Adam Ki Yakriv Mikem
An adaptation of the Maamar found in Likutei Torah
With this week’s Torah portion, Vayikra, we begin learning of the various sacrifices to be offered in the Tabernacle. The topic is introduced with the verse (Leviticus 1:2), “When a man will bring, from among you, an offering to G-d, [then] from the animal – from the cattle and from the sheep – you should bring your offering.”
Three grammatical oddities clamor for our attention:
1. The verse begins in the third person (“when a man will bring”), but for some reason switches to the second person (“you should bring your offering”).
2. What is more, the first part of the verse is in the singular, while the second is in the Hebrew plural: “you [people] should bring....”
3. Finally, the syntax seems faulty. One would expect the verse to say, “When a man from among you will bring an offering,” not “When a man will bring from among you an offering.”
However, by this unusual wording, the Torah has afforded us valuable insight into the workings of religious inspiration, and provided practical advice for how to make our inspiration last.
As a preliminary point, we must understand that although everything in the universe was created by G-d, not everything receives its spiritual life-force in the same manner. Just as, for example, a person might tend to an important task personally, but delegate something they consider less important to a subordinate, so too can we say, allegorically speaking, that G-d “personally” directs His creative life-force to our Jewish souls, but allows the rest of the universe to receive its spiritual energy less directly. This is a very superficial description of the spiritual dynamics of creation, but this topic has been explained at length elsewhere and need not be repeated here.
For present purposes, it is sufficient to note that every Jew has two souls. The G-dly soul (Nefesh ha-Elokis), is actually a “part” of G-d and is what we mean when we speak of the Jewish soul; the so-called “animal soul” (Nefesh ha-Bahamis) animates our physical bodies and tendencies.
The prophet Ezekiel described his prophetic vision of the heavenly hierarchy through which G-d channels His creative vitality to the universe (see Ezekiel chapter 1). In brief, he spoke of four spiritual creatures, three of which had the face of a different animal and the fourth, the face of a man; these creatures carried aloft “a likeness of a throne” upon which was “a likeness like the appearance of a Man” – a mystical reference to G-d.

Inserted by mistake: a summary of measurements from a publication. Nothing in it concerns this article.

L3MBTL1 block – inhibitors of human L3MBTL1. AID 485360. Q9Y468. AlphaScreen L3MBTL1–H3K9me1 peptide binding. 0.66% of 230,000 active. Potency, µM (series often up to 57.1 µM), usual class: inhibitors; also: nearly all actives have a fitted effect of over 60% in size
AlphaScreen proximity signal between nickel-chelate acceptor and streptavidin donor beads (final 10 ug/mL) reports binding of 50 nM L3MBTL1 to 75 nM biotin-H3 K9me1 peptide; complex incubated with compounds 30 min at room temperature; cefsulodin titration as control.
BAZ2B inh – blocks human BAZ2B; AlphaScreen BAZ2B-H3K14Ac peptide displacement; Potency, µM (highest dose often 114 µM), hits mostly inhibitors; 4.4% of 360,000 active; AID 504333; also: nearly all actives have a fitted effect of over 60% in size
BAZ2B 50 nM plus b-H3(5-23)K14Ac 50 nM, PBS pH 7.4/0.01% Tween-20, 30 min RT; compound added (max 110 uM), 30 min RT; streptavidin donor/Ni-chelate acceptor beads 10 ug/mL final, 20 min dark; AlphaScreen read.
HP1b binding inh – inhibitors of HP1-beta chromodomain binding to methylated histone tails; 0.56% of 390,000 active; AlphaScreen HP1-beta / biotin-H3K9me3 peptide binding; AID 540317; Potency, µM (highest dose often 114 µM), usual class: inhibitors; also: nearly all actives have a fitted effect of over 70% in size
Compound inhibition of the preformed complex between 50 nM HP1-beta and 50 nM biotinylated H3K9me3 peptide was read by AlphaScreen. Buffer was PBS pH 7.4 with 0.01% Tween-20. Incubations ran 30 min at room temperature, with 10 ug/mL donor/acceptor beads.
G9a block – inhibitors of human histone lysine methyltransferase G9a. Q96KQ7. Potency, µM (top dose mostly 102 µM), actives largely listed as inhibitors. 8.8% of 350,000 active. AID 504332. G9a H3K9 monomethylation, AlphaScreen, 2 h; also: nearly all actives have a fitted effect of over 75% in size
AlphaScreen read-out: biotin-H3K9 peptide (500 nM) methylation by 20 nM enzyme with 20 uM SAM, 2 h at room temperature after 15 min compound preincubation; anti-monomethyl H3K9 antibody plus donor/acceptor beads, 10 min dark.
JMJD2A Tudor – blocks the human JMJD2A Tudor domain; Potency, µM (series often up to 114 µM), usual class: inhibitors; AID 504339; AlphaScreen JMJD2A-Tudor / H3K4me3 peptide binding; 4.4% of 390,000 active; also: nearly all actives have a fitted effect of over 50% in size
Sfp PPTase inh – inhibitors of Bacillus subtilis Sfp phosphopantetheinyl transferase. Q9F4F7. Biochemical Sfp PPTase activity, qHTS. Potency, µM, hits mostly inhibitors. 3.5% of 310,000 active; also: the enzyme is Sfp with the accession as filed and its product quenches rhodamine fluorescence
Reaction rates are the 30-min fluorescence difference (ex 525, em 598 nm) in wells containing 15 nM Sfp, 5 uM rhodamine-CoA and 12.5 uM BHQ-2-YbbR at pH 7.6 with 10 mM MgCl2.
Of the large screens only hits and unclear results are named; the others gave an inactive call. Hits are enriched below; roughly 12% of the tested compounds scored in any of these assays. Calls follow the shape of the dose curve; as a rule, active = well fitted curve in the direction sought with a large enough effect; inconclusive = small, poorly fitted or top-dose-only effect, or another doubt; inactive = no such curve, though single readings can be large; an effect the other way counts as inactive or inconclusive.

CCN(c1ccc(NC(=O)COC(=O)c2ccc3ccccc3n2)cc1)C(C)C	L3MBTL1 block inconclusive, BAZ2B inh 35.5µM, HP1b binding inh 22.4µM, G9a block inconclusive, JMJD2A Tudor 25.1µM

Because it is so precious to Him, G-d transmits spirituality to the Jewish soul – the Nefesh ha-Elokis – from the lofty level of that supernal “Man” on the Heavenly throne. It is passed on to us here on earth through the intermediary of the “face of a man” carrying the throne. By contrast, our animal soul is not of such exalted spiritual origin: it is derived from a level (termed the “‘sediments’ of the ofanim”) subordinate to that of the heavenly creatures, and originates on the plane of the “face of an ox” carrying the throne.
The raison d’etre of our lives as Jews is that the G-dly soul should prevail in its struggle with the competing tendencies of the animal soul. This is accomplished when the Nefesh ha-Elokis contemplates the unity of G-d, as expressed in the Shema prayer (“Hear, O Israel, G-d is our G-d, G-d is One”); done seriously, this naturally leads to a genuine, heartfelt love of G-d that even the Nefesh ha-Bahamis shares – as the Shema continues, “And you shall love G-d … with [both] your hearts.”
Of course, it is quite a job to transform the Nefesh ha-Bahamis itself into a soul that loves only the G-dly in life, and follows the dictates of the Nefesh ha-Elokis in whatever it does. To this end, our sages arranged our prayer service to include the Shema’s two introductory blessings, for these prepare the way for the transformation of the animal soul. Specifically, the introductory readings before the Shema discuss how the heavenly hosts all sing G-d’s praises and proclaim their abject subjugation before Him. The ofanim and the holy creatures (chayos hakodesh) – the spiritual source of the animal soul – also engage in this praise and subjugation, and reading of this in prayer, and taking its message to heart, affects the earthly manifestation of these spiritual levels: it helps the animal soul as we know it within ourselves to likewise become subjugated to G-d. This is in accordance with the principle that to have a meaningful effect upon something, one must address the matter at its root, not merely superficially – or, in Kabbalistic terminology, “judgments cannot be ‘sweetened’ except at their root.”
And, in fact, the successful “conversion” of the animal soul uplifts the G-dly soul as well, as hinted in Ezekiel’s vision, wherein the heavenly creatures were carrying aloft the throne. For as we have explained, the “creatures” represent the spiritual source of the animal soul, and the “Man” on the throne carried aloft is the source of the G-dly soul.
Now, all of the above – that we are to meditate at prayer and develop such a love of G-d as elevates both the animal soul and the G-dly soul – is the ideal: we are to take the initiative and try our best to worship G-d ourselves. When we do so, G-d responds by helping us out and drawing us closer to Him. This manner of worship – our initiation of the relationship, followed by Divine reciprocation – is called isarusa d’l’sata – isarusa d’l’eila, “arousal from below [followed by] arousal from above.” However, the reverse is also possible: sometimes, a person is so entrenched in worldly routine, so unmindful of spiritual concerns, that they just don’t concern themselves with spiritual improvement, with drawing closer to G-d (G-d forbid). In His great compassion and love for us, though, G-d sometimes takes the initiative and, even without prior effort on the part of the person, sends that person a “wake-up call,” stirs them from their spiritual slumber and rouses them to get back on track. This is known as isarusa d’l’eila - isarusa d’l’sata, “arousal from above [followed by] arousal from below.”